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... Steve Jobs did exactly that: offered everyone a full refund, no restocking fee, within 30 days of purchase, and that includes refunding of AT&T contract fees as well. So you're out nothing.

And that is why Steve and Apple ( ;) ) have our loyalty.

 

Also, it's entirely possible he will wind up ruling the world before I do.

So I'm going to stay on his good side.

- Thoth

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Just saw that Apple put up an entire micro-site explaining the issue, including a video on how to reproduce the issue for yourself: http://www.apple.com/antenna/

I find it interesting, yet unsurprising, that Apple not only showed their smart phone's weak spot, but included the weak spot on some other smart phones as well (including, BlackBerry Bold 9700, HTC Droid Eris, Samsung Omnia II). At the bottom they announce that the iSO 4.0.1 software update will give you a more honest bar score. Good for them.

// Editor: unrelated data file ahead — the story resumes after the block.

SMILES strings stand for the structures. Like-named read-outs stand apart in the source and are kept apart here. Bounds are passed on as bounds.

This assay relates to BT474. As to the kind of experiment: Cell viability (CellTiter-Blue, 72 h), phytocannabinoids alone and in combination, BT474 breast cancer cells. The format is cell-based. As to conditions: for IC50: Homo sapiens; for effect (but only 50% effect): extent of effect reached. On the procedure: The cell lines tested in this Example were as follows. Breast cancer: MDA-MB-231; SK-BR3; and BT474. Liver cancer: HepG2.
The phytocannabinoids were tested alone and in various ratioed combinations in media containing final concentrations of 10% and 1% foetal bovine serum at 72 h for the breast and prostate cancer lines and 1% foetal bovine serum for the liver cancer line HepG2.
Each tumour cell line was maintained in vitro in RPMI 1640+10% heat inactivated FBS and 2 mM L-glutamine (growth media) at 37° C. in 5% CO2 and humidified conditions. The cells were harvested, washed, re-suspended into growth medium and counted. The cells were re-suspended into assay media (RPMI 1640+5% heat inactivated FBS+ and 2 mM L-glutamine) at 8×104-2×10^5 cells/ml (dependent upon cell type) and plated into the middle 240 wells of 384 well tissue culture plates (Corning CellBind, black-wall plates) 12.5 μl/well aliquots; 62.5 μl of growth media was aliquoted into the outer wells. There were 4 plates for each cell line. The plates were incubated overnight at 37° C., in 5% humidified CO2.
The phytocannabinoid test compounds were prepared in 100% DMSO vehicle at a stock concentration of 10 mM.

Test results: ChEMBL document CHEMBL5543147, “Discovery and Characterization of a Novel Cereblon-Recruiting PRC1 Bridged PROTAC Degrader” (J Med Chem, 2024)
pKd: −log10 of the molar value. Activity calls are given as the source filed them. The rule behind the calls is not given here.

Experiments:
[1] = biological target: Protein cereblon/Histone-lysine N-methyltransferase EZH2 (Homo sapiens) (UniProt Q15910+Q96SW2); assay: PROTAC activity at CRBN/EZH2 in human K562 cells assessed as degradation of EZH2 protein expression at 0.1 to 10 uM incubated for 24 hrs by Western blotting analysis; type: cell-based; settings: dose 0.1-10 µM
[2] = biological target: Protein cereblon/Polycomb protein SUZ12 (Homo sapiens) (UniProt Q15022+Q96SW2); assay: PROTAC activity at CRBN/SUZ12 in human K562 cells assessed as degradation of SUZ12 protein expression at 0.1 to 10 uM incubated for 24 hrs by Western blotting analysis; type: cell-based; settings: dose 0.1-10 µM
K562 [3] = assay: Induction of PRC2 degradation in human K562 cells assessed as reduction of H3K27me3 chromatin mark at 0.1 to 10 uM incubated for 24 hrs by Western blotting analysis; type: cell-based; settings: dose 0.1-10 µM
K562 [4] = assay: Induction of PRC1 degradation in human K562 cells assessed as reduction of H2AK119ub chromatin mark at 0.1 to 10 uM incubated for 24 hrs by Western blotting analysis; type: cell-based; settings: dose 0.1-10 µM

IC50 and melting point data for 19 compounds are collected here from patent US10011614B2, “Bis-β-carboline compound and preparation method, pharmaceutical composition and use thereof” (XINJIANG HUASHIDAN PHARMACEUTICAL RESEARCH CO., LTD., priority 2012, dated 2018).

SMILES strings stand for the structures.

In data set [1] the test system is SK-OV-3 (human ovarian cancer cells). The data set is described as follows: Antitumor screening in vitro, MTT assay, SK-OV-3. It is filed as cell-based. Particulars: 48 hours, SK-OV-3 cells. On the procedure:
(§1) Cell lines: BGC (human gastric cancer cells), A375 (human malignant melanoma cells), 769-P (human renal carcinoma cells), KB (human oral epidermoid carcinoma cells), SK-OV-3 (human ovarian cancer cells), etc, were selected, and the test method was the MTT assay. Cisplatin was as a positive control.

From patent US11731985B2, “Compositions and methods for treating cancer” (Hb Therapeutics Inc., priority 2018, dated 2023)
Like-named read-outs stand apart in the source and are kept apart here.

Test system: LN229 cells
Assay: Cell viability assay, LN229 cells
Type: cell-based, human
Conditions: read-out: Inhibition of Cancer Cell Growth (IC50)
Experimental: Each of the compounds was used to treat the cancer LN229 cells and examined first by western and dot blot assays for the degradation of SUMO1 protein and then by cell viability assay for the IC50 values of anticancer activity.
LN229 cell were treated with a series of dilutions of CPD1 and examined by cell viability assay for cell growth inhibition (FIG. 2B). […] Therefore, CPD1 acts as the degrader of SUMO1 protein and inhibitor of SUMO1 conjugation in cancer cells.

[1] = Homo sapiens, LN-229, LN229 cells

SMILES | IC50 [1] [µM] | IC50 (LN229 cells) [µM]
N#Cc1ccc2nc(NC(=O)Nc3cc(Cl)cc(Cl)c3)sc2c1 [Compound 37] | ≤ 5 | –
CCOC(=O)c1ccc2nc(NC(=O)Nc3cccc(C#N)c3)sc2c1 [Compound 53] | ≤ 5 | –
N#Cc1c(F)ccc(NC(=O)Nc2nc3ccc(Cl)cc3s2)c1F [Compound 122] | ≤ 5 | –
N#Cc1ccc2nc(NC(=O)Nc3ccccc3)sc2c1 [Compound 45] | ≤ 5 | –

Took long enough. But not too long.

(Maybe we can get Apple to tackle the Gulf spill.)

- Thoth

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Here's a Bandaid for the issue... literally!

 

Thought it was cute.

- Jools

PS. There is an app out now for iPhone 4 owners to apply for their free (or a refund for previously purchased) bumper cases.

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Interesting. Just got a mailer from Verizon that they are offering early upgrade to any smart phone. I'm barely halfway through my 2 years. Must be to compete with AT&T allowing iPhone owners to upgrade to the iPhone 4 before the contract was up. Hrm. Maybe a Droid X...

 

IF

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Interesting. Just got a mailer from Verizon that they are offering early upgrade to any smart phone. I'm barely halfway through my 2 years. Must be to compete with AT&T allowing iPhone owners to upgrade to the iPhone 4 before the contract was up. Hrm. Maybe a Droid

 

A friend has a Droid X and had good things to say about it. Well, about the second one. He had to return the first one because its screen was defective.

 

Is that offer good for the next 6 months or so? I'm really not one for rumors, but this constant drumming of how dysfunctional the AT&T/Apple loveless marriage is keeps on going...

 

Orren